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Acid City – Doing Hard Yards In The ‘Doo

MONDAY 21 MARCH 2016 | By: Steve Habibi Kelk

Hard-working local outfit Acid City (brothers Jess and Jay Hribar, Todd Neumann) spoke with Foldback Magazine about growing up rural, their work ethic, support for suicide prevention and the imminent launch of their self-titled EP.

FM: The first thing most people want to know is the name – where did Acid City come from? Is it a specific drug reference?

Jess: It can be anything you want it to be. Jay and I were in a band in high school and we wanted our own side project and one day it just came to me out of nowhere and yeah it stuck with me.

Jay: Jess would have been about 12 and I was about 16 so it was long before we knew anything about drugs.

FM: Did you all go to the same high school and grow up together?

Jess: No, obviously Jay and I are brothers and known each other our whole lives.  We only met Todd (drums) three or four years ago through networking.  We were looking for a drummer at the time and Todd was keen to jam.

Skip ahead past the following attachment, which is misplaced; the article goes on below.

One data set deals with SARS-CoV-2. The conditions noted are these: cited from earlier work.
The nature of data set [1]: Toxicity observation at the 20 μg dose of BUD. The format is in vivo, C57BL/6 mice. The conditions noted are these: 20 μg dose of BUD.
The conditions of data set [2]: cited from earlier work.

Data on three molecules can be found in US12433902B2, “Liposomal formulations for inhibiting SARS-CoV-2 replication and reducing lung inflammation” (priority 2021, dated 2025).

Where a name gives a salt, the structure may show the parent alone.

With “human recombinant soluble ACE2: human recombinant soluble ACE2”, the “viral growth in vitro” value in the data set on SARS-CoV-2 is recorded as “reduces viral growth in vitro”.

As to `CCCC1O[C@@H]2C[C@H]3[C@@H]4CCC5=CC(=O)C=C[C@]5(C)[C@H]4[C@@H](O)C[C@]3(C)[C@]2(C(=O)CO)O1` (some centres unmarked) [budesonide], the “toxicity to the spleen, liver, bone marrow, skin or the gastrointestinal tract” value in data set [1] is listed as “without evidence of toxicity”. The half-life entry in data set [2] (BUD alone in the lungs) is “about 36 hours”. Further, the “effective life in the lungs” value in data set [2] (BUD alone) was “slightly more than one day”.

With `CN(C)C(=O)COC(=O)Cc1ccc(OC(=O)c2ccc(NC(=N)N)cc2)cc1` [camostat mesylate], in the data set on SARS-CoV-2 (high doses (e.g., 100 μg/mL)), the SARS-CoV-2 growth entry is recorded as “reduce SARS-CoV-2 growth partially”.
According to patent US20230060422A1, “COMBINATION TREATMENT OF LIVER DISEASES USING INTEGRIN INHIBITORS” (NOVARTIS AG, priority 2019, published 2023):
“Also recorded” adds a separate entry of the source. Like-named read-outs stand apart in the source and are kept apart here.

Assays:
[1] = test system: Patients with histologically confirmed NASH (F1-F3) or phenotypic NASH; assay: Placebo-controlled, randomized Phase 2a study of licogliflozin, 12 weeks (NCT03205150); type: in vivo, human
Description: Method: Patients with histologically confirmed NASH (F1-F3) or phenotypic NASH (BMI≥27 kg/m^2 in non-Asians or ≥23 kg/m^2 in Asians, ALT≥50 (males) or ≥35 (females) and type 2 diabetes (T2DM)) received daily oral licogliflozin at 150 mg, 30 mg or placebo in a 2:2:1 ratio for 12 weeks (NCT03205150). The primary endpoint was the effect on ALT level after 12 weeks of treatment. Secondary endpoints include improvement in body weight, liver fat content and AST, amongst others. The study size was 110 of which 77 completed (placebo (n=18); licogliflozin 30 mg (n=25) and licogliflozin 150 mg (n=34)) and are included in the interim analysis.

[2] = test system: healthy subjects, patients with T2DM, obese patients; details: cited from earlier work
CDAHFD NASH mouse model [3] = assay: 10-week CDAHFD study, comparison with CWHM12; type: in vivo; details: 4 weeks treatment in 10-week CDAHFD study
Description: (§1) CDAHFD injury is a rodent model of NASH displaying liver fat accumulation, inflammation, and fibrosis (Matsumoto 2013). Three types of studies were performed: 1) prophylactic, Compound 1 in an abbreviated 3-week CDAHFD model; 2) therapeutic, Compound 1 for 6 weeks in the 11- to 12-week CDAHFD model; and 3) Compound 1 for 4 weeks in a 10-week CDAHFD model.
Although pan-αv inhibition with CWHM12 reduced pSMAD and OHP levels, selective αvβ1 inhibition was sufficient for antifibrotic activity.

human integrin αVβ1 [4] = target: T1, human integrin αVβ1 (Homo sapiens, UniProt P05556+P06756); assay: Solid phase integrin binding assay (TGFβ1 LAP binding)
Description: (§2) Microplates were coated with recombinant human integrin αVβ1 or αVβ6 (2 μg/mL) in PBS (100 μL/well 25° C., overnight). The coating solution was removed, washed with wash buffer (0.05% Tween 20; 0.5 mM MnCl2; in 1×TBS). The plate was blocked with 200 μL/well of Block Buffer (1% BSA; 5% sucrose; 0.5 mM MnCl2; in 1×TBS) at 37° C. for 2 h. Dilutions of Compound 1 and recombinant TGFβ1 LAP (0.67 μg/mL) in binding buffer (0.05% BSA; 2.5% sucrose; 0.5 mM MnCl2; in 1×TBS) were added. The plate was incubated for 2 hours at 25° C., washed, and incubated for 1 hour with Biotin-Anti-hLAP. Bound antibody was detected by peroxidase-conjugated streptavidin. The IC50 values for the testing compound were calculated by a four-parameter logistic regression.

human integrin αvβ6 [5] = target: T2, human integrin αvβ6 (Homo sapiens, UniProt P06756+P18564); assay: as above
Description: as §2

Todd: They had an ad up on Facebook so I thought I would try my luck. We got together and had a jam and the rest is history.

FM: You boys all grow up in the rural area?

Todd: No I’ve lived in Palmerston all my life.

FM: But Jay and Jess? What was it like growing up in Humpty Doo?

Jay: It was pretty rough but pretty smooth at the same time.  It has its ups and downs. But as long as I’m living in Darwin I’m living rural….yeah I’ll never leave the place. It’s been great really.

FM: How do you find gigging in town from all the way out there, is it a pain in the arse?

Jay: Sometimes honestly it is, especially when you are the only one with a driver’s licence. You have to drive everyone around to gigs.

FM: There’s no public transport out there to speak of.

Jay: Sometimes our gigs go to 1am, there are no busses around, we are not going to stand in the street with our guitars waiting for a taxi or pay for a taxi all the way out to Humpty Doo – there goes your gig money! So most of the time we walk away with enough to buy ourselves a friggin’ six-pack of beer if we’re lucky and that all depends on how many people rock up to the gig.  I leave Humpty Doo at 8:30 am on a Saturday morning to do a poster run and don’t get home until 6:30 pm.